What is innovation science, or rather, what makes our labs capable of supporting innovation? If you look back at history, many of our famous lab inventions came about in non-conventional and even accidental ways.
In regulated environments, companies are expected to establish procedures for document change control as a way of ensuring product quality and safety. Any changes made to the product, system or facility, (e.g., manufacturing, processing, quality assurance/quality control, information technology (IT), etc.) need to be documented in a timely manner. Changing existing or creating new documentation typically involves multiple disciplines and can have long lead times.
It’s true – you only get one opportunity to make a good first impression. For a manufacturing company, a customer’s first impression often comes in the form of product packaging. It would seem fitting then that experts would be engaged in developing packaging to ensure best practices are being utilized in an efficient and aesthetically pleasing way.
Food safety is non-negotiable. Any contamination in products that may reach customers is a liability and must be recalled. Recalls are now mandated by the Food Safety Modernization Act (FSMA) that values risk-based prevention for maintaining food safety throughout the whole supply chain.
Laboratory projects can be extremely challenging and require a very thorough analysis. How do we as designers use our knowledge of past projects to work with the client to create their vision? In many cases a high level visioning process can be used in combination with practical approaches to create that vision in a day. How can you vision your lab in one day?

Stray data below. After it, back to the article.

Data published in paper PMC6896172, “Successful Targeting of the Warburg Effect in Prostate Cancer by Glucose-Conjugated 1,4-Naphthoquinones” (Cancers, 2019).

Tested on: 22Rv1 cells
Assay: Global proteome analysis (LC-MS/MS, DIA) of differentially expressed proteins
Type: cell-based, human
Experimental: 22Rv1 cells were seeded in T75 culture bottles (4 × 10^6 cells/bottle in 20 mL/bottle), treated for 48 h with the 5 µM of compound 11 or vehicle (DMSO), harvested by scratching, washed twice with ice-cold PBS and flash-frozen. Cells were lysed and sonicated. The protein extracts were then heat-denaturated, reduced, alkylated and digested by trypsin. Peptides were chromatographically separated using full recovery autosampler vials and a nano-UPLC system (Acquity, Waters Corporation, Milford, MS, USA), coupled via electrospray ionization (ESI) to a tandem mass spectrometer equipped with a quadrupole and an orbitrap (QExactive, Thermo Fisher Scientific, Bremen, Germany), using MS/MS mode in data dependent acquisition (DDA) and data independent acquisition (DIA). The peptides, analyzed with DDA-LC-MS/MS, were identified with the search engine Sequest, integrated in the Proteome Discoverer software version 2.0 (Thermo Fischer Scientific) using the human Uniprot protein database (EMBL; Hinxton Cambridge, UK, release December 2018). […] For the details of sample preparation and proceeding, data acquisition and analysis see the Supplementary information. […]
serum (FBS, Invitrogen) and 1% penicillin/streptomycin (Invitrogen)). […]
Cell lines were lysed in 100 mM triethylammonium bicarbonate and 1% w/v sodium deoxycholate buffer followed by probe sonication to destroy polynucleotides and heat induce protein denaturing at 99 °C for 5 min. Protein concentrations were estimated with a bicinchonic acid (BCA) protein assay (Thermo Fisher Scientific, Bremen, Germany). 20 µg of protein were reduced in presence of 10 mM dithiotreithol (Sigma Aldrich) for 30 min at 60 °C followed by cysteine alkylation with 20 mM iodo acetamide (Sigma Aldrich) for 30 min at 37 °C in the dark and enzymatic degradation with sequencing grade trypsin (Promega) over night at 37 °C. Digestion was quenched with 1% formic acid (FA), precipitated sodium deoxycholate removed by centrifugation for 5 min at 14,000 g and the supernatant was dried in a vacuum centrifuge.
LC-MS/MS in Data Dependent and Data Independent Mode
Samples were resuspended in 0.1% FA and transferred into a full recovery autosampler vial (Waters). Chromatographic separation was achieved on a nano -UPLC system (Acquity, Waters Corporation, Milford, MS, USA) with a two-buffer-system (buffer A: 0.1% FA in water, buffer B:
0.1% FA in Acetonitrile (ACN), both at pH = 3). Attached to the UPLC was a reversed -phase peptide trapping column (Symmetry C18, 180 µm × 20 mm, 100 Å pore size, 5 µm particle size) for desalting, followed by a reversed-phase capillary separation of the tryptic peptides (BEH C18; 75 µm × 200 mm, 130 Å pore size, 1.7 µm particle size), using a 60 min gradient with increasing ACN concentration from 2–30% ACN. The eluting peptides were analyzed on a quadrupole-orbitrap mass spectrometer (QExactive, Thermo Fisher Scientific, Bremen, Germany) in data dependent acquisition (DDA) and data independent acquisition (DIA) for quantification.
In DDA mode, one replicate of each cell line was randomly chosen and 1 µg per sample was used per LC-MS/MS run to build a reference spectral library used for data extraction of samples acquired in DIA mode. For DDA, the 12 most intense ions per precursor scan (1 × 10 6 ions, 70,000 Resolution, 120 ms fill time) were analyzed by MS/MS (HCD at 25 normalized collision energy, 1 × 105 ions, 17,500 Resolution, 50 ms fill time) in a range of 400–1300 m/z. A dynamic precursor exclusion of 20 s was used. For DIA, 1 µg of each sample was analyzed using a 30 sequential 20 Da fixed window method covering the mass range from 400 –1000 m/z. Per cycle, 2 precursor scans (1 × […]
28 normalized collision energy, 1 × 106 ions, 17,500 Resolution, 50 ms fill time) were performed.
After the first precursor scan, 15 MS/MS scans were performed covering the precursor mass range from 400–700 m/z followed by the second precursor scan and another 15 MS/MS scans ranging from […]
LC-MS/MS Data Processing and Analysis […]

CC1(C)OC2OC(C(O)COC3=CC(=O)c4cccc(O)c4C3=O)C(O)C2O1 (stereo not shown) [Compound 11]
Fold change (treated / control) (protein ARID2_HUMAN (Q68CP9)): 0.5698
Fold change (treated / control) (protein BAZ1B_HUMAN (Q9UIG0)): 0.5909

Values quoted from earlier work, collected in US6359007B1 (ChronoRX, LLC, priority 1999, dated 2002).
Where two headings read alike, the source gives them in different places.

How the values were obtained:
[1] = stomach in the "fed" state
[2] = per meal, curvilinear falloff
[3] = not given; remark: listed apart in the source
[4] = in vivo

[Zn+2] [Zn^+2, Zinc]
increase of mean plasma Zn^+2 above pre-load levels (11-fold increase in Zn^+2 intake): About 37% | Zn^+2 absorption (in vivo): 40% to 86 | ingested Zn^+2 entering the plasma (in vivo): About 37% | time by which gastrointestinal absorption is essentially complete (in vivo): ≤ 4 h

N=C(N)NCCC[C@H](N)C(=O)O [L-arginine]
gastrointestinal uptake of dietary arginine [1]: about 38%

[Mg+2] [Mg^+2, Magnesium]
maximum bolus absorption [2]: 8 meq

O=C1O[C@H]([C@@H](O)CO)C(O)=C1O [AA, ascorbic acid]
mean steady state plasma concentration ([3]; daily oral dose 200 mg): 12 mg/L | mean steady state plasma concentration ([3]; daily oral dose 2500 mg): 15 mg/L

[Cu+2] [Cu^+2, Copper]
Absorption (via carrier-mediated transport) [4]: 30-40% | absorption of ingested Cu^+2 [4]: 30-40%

While we all have access to today’s great technology, it is truly only worth what we make of it. Without proper implementation, each device is only a different sized paperweight. CRB utilizes iPhones, iPads, numerous applications and VDC kiosks in the field in order to drastically improve collaboration, installation and safety during the construction processes. This gives our construction engineers, superintendents and trade contractors the resources necessary to stay on-site.
Understanding quirks, objectives and language are challenging for food industry engineers and consumers alike. While eating is necessary for nutritious living, it also has to be a pleasurable experience. Food products are aimed to please the consumer in several ways. Engineers are consistently taught about ideal processes based on purity and degree of polymerization, but flavor, despite its importance, gets overlooked.
Laboratory owners are constantly challenged to create new research environments with limited budgets and fewer resources. In addition, consideration has to be given to the “triple bottom line” (people, planet and profit), within these strict budgetary constraints. Cost-conscious owners want facilities to meet their vision and business objectives and include flexibility, efficiency, safety and robust utility/engineering systems.
Like any resource-constrained industry facing uncertain demands and external competition, the food industry is under constant pressure to reduce operating expenses, shorten lead times, improve flexibility and increase throughput. Designing new facilities or expanding existing ones is an expensive undertaking and is often ranked low on a list of options for companies.